protecting the waterways. There is still a small amount still to be fenced.” “We had a good discussion around the kitchen table when Chris came out with the draft report and then again when he brought out the finished product.” Phillip says a couple of cropping aspects were corrected from the draft to the final copy and while their cropping regime is often a moving target on Overseer from one season to the next, the report captured a moment in time. “I haven’t heard of anyone who has had to change their farming policy as a result of their farm environment plan. Just tweaking.” The Grays have an 8ha winter feed block on the property. Although the overall farm fell within Plan Change 6 perimeters, the Grays have applied for and been granted a separate resource consent to operate the block. There were two aspects in their favour for easy completion of the FEMP – the farm is flat meaning there is not much runoff and they already lower stock numbers in winter. “We leave the lighter grade cattle, the rising one year olds, on the soil in the winter and move the R2s to the winter feed block. The R3s leave the system anyway.”

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Most of the information required for the plan was readily available through existing nutrient management plans and concepts such as the McCain’s and now New Zealand GAP standards. “We had to show we were continuing to fence off creeks and drains,” Callum adds. “But overall, we were better than we thought we were going to be. You just never know. It was an unknown really.”

The Grays agreed apart from cost, there were no negatives from completing the report. “You want to know you’re doing things correctly,” Leicester says. “We have been the caretakers of Waimarino for 112 years and we continue to do our level best to maintain and enhance our environment for future generations.”

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Tukituki Plan is HBRC’s first catchment-specific plan, paving the way for land management in Hawke’s Bay. Farm Plans, Nutrient Budgets and Resource Consents Farmers are working closely with Farm Environment Management Plan (FEMP) providers in the Tukituki catchment. The sector is ramping up ahead of next year’s May 2018 deadline, when the new rules kick in. The beauty of a Farm Plan is that it helps give direction and priority to specific farm tasks, such as nutrient budgeting, stock exclusion and planting. It would pay to start developing your Farm Plan now, as it will help you to know if you’re likely to need a Resource Consent. For a full list of Farm Plan providers, head off to hbrc.govt.nz search #FEMP.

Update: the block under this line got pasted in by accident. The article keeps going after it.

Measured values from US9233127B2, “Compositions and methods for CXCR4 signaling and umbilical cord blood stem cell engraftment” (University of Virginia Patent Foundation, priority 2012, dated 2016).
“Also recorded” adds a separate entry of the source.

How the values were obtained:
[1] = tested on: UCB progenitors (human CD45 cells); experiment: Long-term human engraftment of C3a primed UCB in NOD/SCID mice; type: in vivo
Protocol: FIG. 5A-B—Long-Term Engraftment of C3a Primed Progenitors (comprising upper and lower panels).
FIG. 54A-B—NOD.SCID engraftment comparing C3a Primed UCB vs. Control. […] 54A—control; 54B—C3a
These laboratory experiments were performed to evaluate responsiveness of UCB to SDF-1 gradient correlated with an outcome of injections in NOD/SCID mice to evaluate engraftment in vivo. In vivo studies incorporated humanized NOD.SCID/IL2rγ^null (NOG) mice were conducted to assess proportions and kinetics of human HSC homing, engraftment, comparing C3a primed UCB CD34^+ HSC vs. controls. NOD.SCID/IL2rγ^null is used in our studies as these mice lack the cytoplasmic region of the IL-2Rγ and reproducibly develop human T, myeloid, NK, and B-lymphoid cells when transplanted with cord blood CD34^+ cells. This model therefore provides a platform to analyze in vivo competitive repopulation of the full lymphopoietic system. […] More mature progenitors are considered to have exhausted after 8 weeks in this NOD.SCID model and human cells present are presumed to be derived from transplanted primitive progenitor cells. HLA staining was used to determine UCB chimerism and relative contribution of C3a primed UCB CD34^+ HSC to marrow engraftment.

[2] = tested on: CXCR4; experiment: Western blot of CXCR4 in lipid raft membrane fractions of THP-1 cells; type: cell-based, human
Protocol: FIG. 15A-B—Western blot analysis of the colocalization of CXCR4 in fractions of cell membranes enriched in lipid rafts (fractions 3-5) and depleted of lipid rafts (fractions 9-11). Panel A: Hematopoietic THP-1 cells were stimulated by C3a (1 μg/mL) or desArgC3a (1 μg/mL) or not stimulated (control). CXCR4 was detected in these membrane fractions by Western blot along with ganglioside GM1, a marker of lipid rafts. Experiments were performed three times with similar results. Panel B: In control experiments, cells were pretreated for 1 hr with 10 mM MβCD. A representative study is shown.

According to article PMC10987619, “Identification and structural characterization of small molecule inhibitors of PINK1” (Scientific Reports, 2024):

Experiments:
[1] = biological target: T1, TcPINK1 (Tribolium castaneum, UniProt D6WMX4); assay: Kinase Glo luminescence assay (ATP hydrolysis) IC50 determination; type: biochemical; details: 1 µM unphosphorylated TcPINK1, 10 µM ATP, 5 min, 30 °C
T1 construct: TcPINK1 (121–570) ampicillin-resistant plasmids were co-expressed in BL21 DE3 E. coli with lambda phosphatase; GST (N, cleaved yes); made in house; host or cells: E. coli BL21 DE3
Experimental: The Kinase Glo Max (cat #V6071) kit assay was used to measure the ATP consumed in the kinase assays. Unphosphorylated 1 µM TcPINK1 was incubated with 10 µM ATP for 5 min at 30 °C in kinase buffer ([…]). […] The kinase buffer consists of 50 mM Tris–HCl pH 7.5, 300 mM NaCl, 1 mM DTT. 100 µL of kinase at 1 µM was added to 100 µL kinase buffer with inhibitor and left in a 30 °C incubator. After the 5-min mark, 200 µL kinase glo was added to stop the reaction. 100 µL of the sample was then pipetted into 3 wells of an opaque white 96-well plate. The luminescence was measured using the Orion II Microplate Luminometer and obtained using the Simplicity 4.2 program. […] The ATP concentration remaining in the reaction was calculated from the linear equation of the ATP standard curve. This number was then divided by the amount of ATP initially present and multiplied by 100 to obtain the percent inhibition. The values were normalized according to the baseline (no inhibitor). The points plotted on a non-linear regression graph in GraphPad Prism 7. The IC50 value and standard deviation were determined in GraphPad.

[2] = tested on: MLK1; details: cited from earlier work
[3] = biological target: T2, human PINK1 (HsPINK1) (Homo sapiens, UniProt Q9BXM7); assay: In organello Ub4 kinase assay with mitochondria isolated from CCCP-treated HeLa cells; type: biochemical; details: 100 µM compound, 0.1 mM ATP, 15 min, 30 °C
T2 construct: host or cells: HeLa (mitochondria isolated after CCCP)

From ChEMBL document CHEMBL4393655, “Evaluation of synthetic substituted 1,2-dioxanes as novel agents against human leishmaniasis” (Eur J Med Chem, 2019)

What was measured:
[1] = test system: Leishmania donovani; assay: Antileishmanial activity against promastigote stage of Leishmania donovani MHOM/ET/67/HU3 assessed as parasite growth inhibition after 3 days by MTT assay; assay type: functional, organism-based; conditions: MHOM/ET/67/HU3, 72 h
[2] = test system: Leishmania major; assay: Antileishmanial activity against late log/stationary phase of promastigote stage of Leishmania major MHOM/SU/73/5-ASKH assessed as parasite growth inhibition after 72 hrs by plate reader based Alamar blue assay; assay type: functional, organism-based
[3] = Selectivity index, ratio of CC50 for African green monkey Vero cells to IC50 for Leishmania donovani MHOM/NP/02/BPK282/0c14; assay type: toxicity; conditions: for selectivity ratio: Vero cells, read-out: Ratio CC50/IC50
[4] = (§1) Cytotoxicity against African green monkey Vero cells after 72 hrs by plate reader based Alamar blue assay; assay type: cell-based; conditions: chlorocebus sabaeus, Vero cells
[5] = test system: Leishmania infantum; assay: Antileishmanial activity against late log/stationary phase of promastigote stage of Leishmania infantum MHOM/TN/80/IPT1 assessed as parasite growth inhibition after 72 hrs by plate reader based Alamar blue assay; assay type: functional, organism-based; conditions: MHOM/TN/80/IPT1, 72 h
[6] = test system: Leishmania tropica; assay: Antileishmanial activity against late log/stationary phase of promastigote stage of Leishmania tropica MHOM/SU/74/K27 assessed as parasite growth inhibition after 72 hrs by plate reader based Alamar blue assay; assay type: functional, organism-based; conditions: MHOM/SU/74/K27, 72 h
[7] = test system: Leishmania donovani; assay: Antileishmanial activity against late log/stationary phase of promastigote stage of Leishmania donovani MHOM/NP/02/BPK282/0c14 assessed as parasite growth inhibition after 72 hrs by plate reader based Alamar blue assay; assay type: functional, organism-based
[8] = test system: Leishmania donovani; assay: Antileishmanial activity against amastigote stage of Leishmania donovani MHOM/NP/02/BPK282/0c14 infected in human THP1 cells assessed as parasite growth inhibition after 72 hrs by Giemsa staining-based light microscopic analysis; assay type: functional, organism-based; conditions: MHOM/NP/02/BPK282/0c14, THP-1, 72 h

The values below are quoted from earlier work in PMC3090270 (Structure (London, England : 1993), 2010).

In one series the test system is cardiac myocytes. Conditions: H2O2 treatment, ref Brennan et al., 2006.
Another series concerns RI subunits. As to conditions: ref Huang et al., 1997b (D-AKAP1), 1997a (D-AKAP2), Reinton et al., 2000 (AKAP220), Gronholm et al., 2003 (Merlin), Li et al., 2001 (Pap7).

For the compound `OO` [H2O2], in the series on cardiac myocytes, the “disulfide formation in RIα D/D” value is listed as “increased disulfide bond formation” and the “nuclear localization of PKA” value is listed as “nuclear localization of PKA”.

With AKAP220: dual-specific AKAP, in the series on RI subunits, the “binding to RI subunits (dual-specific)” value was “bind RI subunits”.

0800 108 838 06 835 9200 MORE AT WWW.HBRC.GOVT.NZ, SEARCH #TUKITUKI

Farm Plan Providers These are the Farm Plan providers currently approved by HBRC: Colin Stace colin.stace@opus.co.nz 021 526 030 Peter Taylor peter@thecatalystgroup.co.nz 022 152 9434 Emma Buchanan info@soter.co.nz / 027 438 7055 Christina Finlayson farm.sustainability@ballance.co.nz 0800 222 090 Lilian Sherman lilian@irricon.co.nz 021 378 308 Colin Tyler colin.tyler@ravensdown.co.nz 021 529 146 Lachie Grant lachie.grant@gmail.com 021 526 478


8 Winter 2017

Successful blueprints and growth opportunities By Con Williams, Rural Economist, ANZ

I

f you’re looking for inspiration then it’s difficult to look past some of New Zealand’s smaller primary sectors, such as manuka honey, pipfruit, kiwifruit and viticulture.